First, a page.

The synthesis of thyroxine in the thyroid gland takes place in the follicular cells and involves a number of steps:
1) The import of iodine into the cell
The import of iodine across the cell membrane is by an active transport mechanism as it goes against a steep concentration gradient (iodide concentration is much greater inside the cell than outside). The intake of iodide into the cell is ATP dependent and the iodide is transported in as NaI. The thyroid cells are the only cells in the body that will absorb iodine.
2) The iodination of tyrosine
The tyrosine in the thyroid cells is found in thyroglobulin, Tg. Thyroglobulin is a protein which is contained in the lumen of the thyroid cell; with a molecular weight of about 660000gmol-1, it contains 300 carbohydrates and 5500 amino acids which include 140 tyrosines, however only two to five of these tyrosines will be converted to T3 or T4.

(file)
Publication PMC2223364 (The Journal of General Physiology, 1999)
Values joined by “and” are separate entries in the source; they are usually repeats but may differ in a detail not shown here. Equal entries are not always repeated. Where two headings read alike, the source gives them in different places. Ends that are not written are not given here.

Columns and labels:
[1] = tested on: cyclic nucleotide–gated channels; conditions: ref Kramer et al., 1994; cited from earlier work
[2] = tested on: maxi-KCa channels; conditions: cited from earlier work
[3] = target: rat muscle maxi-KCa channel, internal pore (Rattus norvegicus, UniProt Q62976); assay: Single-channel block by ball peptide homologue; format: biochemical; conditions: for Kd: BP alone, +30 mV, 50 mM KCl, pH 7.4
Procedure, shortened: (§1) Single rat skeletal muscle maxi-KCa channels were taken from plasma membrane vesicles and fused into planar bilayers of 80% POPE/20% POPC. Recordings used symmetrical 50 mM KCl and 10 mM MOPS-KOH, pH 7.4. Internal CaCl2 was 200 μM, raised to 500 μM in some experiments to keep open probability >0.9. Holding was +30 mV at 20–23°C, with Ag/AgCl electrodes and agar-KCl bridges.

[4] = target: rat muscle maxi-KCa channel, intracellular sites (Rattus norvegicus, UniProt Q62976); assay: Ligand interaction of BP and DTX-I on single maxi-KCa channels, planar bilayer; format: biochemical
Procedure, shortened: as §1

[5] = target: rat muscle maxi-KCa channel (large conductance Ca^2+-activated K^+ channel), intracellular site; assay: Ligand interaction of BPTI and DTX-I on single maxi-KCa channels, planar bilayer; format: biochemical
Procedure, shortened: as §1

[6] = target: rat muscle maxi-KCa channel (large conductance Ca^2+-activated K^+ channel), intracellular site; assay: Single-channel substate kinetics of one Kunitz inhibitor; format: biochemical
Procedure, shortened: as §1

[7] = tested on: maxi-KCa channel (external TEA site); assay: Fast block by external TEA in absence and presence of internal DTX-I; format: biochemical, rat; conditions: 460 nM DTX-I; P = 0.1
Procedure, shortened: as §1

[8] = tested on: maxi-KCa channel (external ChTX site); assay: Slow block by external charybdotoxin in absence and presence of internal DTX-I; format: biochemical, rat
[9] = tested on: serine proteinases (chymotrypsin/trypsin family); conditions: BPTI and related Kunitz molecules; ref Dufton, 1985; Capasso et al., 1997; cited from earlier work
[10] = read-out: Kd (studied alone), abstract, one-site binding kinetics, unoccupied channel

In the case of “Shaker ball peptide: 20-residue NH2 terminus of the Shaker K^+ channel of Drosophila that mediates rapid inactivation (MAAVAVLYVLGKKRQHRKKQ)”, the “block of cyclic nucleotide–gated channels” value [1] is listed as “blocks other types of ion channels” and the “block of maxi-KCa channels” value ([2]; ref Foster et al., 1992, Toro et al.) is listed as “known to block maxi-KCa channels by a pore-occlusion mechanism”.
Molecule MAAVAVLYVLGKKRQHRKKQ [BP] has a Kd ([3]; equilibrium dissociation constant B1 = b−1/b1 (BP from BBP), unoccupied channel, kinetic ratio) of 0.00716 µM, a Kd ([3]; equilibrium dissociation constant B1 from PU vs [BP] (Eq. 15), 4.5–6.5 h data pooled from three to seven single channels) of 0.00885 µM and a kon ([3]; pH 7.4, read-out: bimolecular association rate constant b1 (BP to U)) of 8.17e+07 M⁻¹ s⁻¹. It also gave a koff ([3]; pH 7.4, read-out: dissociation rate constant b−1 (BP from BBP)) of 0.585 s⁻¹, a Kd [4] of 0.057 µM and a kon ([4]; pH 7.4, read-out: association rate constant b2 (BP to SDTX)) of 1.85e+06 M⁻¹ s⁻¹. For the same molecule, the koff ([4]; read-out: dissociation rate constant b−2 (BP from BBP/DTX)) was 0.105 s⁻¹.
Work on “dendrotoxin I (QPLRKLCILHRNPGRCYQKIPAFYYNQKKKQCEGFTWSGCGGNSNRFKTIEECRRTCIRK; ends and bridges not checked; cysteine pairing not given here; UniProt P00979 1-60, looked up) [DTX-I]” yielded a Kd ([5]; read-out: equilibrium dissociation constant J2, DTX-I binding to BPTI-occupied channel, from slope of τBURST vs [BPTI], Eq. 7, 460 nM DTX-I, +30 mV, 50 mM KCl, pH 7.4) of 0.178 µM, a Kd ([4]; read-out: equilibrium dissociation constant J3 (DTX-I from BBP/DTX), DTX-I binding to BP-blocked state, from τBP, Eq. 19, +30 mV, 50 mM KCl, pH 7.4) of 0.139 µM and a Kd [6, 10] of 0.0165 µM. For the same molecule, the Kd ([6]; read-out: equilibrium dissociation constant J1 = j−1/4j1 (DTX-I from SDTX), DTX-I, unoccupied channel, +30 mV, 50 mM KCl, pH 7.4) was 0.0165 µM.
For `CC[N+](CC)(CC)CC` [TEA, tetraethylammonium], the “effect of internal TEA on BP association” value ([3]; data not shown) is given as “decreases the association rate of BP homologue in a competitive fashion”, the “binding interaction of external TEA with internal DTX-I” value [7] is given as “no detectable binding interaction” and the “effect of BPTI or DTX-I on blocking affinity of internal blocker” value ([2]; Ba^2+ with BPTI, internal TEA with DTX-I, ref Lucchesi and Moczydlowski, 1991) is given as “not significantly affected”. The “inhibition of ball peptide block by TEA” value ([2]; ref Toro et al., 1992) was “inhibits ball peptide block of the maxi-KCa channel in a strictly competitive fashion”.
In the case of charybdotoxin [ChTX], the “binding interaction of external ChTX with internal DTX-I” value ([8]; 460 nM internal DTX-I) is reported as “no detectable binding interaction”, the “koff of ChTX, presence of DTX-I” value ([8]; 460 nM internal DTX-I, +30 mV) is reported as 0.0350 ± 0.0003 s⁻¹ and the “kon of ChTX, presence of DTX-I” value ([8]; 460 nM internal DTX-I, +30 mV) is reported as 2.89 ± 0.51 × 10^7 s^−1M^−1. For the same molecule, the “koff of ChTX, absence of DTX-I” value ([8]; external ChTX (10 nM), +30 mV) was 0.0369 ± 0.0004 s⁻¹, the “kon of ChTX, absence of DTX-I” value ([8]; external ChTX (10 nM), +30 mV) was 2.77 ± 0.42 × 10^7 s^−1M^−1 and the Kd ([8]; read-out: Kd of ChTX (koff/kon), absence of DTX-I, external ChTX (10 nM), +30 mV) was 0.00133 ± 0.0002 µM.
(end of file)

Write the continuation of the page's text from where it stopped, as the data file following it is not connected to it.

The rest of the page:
The iodination occurs using thyroid peroxidase enzymes whilst the tyrosine is still attached to the rest of the thyroglobulin by peptide bonds.
3) The release of the thyroid hormones
TSH stimulates the release of T3 and T4 from thyroglobulin. The ratio of T4 to T3 produced in the thyroid is 4:1. Although all the bodies T4 is produced in the thyroid T3 can be derived from deiodination of T4 in other tissues such as the liver or the kidney, this process releases iodide back in to the body.